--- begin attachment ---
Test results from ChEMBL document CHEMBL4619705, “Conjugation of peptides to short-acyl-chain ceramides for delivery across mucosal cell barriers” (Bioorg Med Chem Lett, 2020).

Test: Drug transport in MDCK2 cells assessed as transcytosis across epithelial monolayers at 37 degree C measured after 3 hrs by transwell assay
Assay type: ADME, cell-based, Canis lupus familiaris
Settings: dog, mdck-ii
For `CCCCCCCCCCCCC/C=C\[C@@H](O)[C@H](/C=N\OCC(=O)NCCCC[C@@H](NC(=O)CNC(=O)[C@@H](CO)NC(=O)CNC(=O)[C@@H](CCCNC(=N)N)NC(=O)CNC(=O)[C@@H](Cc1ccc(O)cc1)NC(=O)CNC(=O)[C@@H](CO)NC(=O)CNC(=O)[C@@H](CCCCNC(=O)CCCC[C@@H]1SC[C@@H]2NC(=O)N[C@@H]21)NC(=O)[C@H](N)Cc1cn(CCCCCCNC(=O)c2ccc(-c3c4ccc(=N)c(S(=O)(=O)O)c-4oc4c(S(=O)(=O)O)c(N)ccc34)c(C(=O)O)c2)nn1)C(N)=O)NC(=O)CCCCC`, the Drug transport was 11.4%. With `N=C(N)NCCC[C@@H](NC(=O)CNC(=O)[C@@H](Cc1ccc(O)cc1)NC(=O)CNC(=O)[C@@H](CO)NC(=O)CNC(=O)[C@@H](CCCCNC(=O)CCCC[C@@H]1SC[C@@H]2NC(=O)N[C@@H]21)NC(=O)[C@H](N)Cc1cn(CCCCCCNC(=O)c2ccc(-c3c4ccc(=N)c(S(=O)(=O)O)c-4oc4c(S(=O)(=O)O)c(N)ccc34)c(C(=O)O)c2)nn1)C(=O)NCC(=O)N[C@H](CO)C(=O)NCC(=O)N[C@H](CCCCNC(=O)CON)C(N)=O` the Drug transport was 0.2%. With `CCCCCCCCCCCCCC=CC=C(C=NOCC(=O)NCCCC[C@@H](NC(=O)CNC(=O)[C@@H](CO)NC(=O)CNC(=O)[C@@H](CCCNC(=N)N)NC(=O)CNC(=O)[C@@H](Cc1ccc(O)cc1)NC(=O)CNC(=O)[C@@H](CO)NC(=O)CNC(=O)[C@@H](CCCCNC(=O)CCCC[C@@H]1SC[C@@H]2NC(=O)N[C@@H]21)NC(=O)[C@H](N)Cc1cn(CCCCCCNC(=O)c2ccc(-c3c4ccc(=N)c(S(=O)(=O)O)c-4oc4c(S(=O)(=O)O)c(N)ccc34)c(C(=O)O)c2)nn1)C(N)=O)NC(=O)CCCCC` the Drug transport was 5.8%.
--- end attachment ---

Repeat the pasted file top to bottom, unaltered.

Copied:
Test results from ChEMBL document CHEMBL4619705, “Conjugation of peptides to short-acyl-chain ceramides for delivery across mucosal cell barriers” (Bioorg Med Chem Lett, 2020).

Test: Drug transport in MDCK2 cells assessed as transcytosis across epithelial monolayers at 37 degree C measured after 3 hrs by transwell assay
Assay type: ADME, cell-based, Canis lupus familiaris
Settings: dog, mdck-ii
For `CCCCCCCCCCCCC/C=C\[C@@H](O)[C@H](/C=N\OCC(=O)NCCCC[C@@H](NC(=O)CNC(=O)[C@@H](CO)NC(=O)CNC(=O)[C@@H](CCCNC(=N)N)NC(=O)CNC(=O)[C@@H](Cc1ccc(O)cc1)NC(=O)CNC(=O)[C@@H](CO)NC(=O)CNC(=O)[C@@H](CCCCNC(=O)CCCC[C@@H]1SC[C@@H]2NC(=O)N[C@@H]21)NC(=O)[C@H](N)Cc1cn(CCCCCCNC(=O)c2ccc(-c3c4ccc(=N)c(S(=O)(=O)O)c-4oc4c(S(=O)(=O)O)c(N)ccc34)c(C(=O)O)c2)nn1)C(N)=O)NC(=O)CCCCC`, the Drug transport was 11.4%. With `N=C(N)NCCC[C@@H](NC(=O)CNC(=O)[C@@H](Cc1ccc(O)cc1)NC(=O)CNC(=O)[C@@H](CO)NC(=O)CNC(=O)[C@@H](CCCCNC(=O)CCCC[C@@H]1SC[C@@H]2NC(=O)N[C@@H]21)NC(=O)[C@H](N)Cc1cn(CCCCCCNC(=O)c2ccc(-c3c4ccc(=N)c(S(=O)(=O)O)c-4oc4c(S(=O)(=O)O)c(N)ccc34)c(C(=O)O)c2)nn1)C(=O)NCC(=O)N[C@H](CO)C(=O)NCC(=O)N[C@H](CCCCNC(=O)CON)C(N)=O` the Drug transport was 0.2%. With `CCCCCCCCCCCCCC=CC=C(C=NOCC(=O)NCCCC[C@@H](NC(=O)CNC(=O)[C@@H](CO)NC(=O)CNC(=O)[C@@H](CCCNC(=N)N)NC(=O)CNC(=O)[C@@H](Cc1ccc(O)cc1)NC(=O)CNC(=O)[C@@H](CO)NC(=O)CNC(=O)[C@@H](CCCCNC(=O)CCCC[C@@H]1SC[C@@H]2NC(=O)N[C@@H]21)NC(=O)[C@H](N)Cc1cn(CCCCCCNC(=O)c2ccc(-c3c4ccc(=N)c(S(=O)(=O)O)c-4oc4c(S(=O)(=O)O)c(N)ccc34)c(C(=O)O)c2)nn1)C(N)=O)NC(=O)CCCCC` the Drug transport was 5.8%.